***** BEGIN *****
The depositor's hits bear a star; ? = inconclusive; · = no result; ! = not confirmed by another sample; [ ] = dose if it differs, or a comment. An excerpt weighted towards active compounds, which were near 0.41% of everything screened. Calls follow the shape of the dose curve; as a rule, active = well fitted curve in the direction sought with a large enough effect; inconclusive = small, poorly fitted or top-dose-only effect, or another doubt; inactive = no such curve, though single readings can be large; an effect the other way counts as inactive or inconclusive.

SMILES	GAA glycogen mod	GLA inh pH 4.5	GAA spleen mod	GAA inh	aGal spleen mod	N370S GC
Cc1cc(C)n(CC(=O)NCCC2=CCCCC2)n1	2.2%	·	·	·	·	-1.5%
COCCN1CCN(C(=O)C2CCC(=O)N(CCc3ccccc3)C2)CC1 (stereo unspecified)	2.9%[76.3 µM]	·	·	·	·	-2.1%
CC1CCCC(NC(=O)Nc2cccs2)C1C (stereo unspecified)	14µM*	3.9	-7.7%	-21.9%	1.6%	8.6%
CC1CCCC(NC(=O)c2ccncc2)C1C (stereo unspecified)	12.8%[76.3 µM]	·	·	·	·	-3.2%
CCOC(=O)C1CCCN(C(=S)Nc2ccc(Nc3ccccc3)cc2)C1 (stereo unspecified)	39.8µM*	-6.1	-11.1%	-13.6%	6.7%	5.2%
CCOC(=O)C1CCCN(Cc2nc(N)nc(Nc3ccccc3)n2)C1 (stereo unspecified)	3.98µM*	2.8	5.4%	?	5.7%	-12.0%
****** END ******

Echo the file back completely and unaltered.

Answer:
The depositor's hits bear a star; ? = inconclusive; · = no result; ! = not confirmed by another sample; [ ] = dose if it differs, or a comment. An excerpt weighted towards active compounds, which were near 0.41% of everything screened. Calls follow the shape of the dose curve; as a rule, active = well fitted curve in the direction sought with a large enough effect; inconclusive = small, poorly fitted or top-dose-only effect, or another doubt; inactive = no such curve, though single readings can be large; an effect the other way counts as inactive or inconclusive.

SMILES	GAA glycogen mod	GLA inh pH 4.5	GAA spleen mod	GAA inh	aGal spleen mod	N370S GC
Cc1cc(C)n(CC(=O)NCCC2=CCCCC2)n1	2.2%	·	·	·	·	-1.5%
COCCN1CCN(C(=O)C2CCC(=O)N(CCc3ccccc3)C2)CC1 (stereo unspecified)	2.9%[76.3 µM]	·	·	·	·	-2.1%
CC1CCCC(NC(=O)Nc2cccs2)C1C (stereo unspecified)	14µM*	3.9	-7.7%	-21.9%	1.6%	8.6%
CC1CCCC(NC(=O)c2ccncc2)C1C (stereo unspecified)	12.8%[76.3 µM]	·	·	·	·	-3.2%
CCOC(=O)C1CCCN(C(=S)Nc2ccc(Nc3ccccc3)cc2)C1 (stereo unspecified)	39.8µM*	-6.1	-11.1%	-13.6%	6.7%	5.2%
CCOC(=O)C1CCCN(Cc2nc(N)nc(Nc3ccccc3)n2)C1 (stereo unspecified)	3.98µM*	2.8	5.4%	?	5.7%	-12.0%